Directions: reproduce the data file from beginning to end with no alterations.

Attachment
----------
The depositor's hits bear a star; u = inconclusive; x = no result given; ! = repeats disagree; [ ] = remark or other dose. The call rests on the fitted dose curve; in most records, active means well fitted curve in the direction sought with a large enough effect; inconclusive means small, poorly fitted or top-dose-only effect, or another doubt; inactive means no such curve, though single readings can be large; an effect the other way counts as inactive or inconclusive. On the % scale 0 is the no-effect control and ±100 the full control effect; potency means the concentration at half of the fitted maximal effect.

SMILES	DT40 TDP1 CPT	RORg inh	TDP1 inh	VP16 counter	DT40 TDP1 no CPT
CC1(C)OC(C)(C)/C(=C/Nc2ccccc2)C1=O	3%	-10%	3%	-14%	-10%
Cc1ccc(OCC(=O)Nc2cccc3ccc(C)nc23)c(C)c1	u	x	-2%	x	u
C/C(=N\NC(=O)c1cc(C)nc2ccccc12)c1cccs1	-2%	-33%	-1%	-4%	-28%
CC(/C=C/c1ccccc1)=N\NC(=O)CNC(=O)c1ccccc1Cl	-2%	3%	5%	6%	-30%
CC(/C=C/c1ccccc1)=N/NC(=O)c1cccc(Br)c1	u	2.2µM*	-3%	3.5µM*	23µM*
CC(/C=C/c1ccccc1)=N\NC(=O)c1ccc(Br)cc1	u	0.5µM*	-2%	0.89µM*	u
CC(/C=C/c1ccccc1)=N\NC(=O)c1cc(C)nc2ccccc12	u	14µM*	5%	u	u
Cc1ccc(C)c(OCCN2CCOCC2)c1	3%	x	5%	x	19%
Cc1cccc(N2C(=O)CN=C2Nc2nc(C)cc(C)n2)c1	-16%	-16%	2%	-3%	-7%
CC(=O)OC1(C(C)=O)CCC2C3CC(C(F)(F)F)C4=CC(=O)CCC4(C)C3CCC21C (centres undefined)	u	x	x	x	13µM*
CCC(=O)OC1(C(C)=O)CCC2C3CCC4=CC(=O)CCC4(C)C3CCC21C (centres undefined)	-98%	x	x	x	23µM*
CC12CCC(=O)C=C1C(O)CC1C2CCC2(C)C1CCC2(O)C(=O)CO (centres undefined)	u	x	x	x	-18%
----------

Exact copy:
The depositor's hits bear a star; u = inconclusive; x = no result given; ! = repeats disagree; [ ] = remark or other dose. The call rests on the fitted dose curve; in most records, active means well fitted curve in the direction sought with a large enough effect; inconclusive means small, poorly fitted or top-dose-only effect, or another doubt; inactive means no such curve, though single readings can be large; an effect the other way counts as inactive or inconclusive. On the % scale 0 is the no-effect control and ±100 the full control effect; potency means the concentration at half of the fitted maximal effect.

SMILES	DT40 TDP1 CPT	RORg inh	TDP1 inh	VP16 counter	DT40 TDP1 no CPT
CC1(C)OC(C)(C)/C(=C/Nc2ccccc2)C1=O	3%	-10%	3%	-14%	-10%
Cc1ccc(OCC(=O)Nc2cccc3ccc(C)nc23)c(C)c1	u	x	-2%	x	u
C/C(=N\NC(=O)c1cc(C)nc2ccccc12)c1cccs1	-2%	-33%	-1%	-4%	-28%
CC(/C=C/c1ccccc1)=N\NC(=O)CNC(=O)c1ccccc1Cl	-2%	3%	5%	6%	-30%
CC(/C=C/c1ccccc1)=N/NC(=O)c1cccc(Br)c1	u	2.2µM*	-3%	3.5µM*	23µM*
CC(/C=C/c1ccccc1)=N\NC(=O)c1ccc(Br)cc1	u	0.5µM*	-2%	0.89µM*	u
CC(/C=C/c1ccccc1)=N\NC(=O)c1cc(C)nc2ccccc12	u	14µM*	5%	u	u
Cc1ccc(C)c(OCCN2CCOCC2)c1	3%	x	5%	x	19%
Cc1cccc(N2C(=O)CN=C2Nc2nc(C)cc(C)n2)c1	-16%	-16%	2%	-3%	-7%
CC(=O)OC1(C(C)=O)CCC2C3CC(C(F)(F)F)C4=CC(=O)CCC4(C)C3CCC21C (centres undefined)	u	x	x	x	13µM*
CCC(=O)OC1(C(C)=O)CCC2C3CCC4=CC(=O)CCC4(C)C3CCC21C (centres undefined)	-98%	x	x	x	23µM*
CC12CCC(=O)C=C1C(O)CC1C2CCC2(C)C1CCC2(O)C(=O)CO (centres undefined)	u	x	x	x	-18%